Marvel’s Best Captain America Replacement Option Is... Shang-Chi

An image of Steve Rogers/Captain America (played by Chris Evans), helmet off, with a comic book image of the Marvel character Shang-Chi layered over top

Originally written by Nicholas Raymond for Screen Rant

The Marvel Cinematic Universe's best Captain America replacement after Avengers: Endgame is Shang-Chi, who will first appear in Shang-Chi and the Legend of the Ten Rings. After Steve Rogers' sendoff, people have been wondering who will take his place in the MCU. While Anthony Mackie's Sam Wilson is taking up the shield in The Falcon and the Winter Soldier, that doesn't necessarily mean that he will fill the same role that Steve Rogers had. Falcon may continue Captain America's legacy, but the best character to replace Steve Rogers in spirit is Shang-Chi.

It was no secret that Chris Evans' time as Captain America would come to an end after Avengers: Endgame, which was the last movie on Evans' contract. While many speculated that the events of the film and the battle with Thanos would culminate in the death of the Sentinel of Liberty, Marvel Studios had different plans for Captain America. Captain America's story ended with him returning the Infinity Stones and going back in time to spend the rest of his days with the love of his life, Peggy Carter. At the end of the movie, the shield was passed to Falcon.

The MCU will now move on to Phase 4, without two of its most important characters, Captain America and Iron Man. Franchises introduced in Phase 3, such as Black Panther, Doctor Strange, and Captain Marvel are the future of the MCU, with new properties being adapted for Phase 4 as well. Among them is Shang-Chi and the Legend of the Ten Rings, which was officially confirmed at SDCC 2019. Shang-Chi and the Legend of the Ten Rings stars Simu Liu as the titular hero as he takes on the classic Iron Man villain, The Mandarin. Here's how Shang-Chi, Marvel's first Asian superhero, can replace Captain America in the MCU.


What Captain America Meant To The MCU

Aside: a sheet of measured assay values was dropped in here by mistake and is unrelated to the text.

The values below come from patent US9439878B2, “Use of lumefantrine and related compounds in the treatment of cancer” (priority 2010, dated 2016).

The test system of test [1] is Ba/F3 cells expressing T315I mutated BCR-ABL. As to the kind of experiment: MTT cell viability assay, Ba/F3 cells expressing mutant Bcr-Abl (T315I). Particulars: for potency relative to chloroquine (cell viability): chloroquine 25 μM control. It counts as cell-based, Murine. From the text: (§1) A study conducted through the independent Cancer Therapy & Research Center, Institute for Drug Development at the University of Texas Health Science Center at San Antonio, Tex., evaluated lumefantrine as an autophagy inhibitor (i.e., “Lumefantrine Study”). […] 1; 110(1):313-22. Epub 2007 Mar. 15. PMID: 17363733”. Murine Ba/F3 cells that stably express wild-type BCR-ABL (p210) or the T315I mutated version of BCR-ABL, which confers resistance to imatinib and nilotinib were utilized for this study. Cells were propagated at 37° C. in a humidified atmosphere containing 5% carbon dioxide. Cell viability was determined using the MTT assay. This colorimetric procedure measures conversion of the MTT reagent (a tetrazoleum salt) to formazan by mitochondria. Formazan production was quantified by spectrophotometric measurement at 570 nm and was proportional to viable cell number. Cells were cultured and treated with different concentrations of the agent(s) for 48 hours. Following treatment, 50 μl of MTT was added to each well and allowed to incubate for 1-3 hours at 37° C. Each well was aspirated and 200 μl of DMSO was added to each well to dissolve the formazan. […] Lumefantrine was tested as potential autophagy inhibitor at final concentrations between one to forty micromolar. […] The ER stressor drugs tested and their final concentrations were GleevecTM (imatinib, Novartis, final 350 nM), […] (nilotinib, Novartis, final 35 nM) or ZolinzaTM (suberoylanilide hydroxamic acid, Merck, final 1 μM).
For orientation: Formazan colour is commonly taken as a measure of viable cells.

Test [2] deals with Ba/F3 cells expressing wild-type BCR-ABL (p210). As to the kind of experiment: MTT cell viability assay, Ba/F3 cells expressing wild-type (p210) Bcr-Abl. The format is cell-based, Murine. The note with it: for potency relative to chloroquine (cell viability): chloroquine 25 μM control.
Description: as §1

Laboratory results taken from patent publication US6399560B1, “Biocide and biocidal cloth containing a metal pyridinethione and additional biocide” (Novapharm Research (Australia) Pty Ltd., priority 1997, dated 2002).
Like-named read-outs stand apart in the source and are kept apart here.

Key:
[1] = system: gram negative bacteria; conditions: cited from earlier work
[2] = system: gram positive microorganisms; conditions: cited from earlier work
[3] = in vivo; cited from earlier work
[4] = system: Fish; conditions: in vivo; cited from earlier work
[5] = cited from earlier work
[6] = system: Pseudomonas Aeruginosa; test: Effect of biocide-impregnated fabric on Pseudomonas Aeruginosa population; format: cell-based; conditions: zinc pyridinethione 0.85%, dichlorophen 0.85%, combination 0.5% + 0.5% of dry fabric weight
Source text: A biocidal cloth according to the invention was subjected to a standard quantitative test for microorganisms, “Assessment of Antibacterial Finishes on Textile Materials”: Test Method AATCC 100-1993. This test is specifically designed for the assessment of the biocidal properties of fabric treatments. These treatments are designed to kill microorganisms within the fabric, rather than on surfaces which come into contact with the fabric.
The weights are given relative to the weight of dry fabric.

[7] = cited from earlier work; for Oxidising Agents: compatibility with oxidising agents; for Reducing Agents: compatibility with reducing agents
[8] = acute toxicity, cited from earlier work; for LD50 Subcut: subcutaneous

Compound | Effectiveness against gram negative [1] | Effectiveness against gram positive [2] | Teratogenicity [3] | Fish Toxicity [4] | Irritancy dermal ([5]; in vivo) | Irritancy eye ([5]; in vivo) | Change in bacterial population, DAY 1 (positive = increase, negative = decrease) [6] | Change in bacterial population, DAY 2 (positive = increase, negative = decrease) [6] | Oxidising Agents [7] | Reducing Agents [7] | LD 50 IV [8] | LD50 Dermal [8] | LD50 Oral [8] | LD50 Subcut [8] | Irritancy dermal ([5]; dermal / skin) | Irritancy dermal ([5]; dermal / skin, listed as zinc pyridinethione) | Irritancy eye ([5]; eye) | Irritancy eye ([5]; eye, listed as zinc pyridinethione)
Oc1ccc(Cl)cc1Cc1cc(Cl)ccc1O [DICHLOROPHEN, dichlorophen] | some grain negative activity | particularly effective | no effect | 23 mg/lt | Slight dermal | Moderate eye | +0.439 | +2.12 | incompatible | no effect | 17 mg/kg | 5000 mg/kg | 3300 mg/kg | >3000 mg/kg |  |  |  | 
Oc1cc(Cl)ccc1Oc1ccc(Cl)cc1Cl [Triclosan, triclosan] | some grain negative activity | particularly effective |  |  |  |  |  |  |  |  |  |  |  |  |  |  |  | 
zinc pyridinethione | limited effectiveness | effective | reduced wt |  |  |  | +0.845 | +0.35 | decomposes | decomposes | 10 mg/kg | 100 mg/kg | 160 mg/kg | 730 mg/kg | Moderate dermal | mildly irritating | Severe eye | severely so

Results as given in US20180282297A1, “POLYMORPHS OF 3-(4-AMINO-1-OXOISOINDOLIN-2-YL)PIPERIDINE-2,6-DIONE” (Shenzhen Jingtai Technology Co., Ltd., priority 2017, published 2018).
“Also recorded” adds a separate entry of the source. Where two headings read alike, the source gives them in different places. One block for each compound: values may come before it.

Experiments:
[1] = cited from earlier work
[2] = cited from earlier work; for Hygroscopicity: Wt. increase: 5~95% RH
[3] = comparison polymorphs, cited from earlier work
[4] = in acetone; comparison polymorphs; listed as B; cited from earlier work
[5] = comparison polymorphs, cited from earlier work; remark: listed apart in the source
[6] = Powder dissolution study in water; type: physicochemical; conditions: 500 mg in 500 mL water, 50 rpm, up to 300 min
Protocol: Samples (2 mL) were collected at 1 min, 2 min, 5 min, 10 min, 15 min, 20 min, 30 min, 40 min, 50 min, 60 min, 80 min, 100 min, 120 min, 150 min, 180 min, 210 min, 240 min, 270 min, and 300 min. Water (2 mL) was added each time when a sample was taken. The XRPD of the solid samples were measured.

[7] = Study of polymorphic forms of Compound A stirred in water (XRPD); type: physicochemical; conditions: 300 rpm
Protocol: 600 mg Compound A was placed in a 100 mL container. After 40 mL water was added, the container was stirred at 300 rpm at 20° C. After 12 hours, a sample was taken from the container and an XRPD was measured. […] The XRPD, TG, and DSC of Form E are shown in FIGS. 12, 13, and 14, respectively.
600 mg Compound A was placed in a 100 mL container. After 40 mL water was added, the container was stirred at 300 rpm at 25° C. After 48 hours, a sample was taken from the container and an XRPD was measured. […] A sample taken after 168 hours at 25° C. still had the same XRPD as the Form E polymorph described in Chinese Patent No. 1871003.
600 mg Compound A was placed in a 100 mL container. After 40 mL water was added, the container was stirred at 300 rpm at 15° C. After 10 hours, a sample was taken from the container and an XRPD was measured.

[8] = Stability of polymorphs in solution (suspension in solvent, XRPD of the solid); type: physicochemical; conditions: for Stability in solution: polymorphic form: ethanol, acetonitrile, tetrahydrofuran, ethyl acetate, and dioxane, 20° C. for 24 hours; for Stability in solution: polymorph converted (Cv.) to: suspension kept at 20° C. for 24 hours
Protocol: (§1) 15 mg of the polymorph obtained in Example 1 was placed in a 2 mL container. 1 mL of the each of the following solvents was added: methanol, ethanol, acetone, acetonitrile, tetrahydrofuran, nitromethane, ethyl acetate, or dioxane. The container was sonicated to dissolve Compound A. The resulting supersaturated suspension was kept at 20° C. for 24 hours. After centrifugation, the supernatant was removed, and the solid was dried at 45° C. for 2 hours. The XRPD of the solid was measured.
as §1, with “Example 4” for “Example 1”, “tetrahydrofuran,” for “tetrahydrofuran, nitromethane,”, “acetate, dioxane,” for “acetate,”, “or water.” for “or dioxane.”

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In the beginning of Captain America: The Winter Soldier, Batroc the Leaper said to Steve Rogers, "I thought you were more than a shield." This idea is a central part of Captain America's character, both in the comics and in the movies. The shield is a patriotic symbol of what Captain America stands for, but it doesn't define him. Sam Wilson may be the new Captain America, but that doesn't mean he's the new Steve Rogers.

From Captain America: The First Avenger to Avengers: Endgame, Steve Rogers has been the moral compass of the MCU. His version of Captain America represents the best parts of human nature. Much like his comic book counterpart, Chris Evans' Captain America always tries to do the right thing, no matter what. His sense of righteousness is why he's worthy of lifting Mjolnir. It's worth noting that while Captain America does evolve to a certain degree over the course of seven films, he doesn't come as far as other main characters. That's because Cap never needed to grow as a character. Instead, he changes the people around him. Captain America is a man out of time who holds on to values that the modern world may no longer share - if it ever did. As seen in Captain America: The Winter Soldier and Captain America: Civil War, Cap tries not to let the world affect who he is as a person.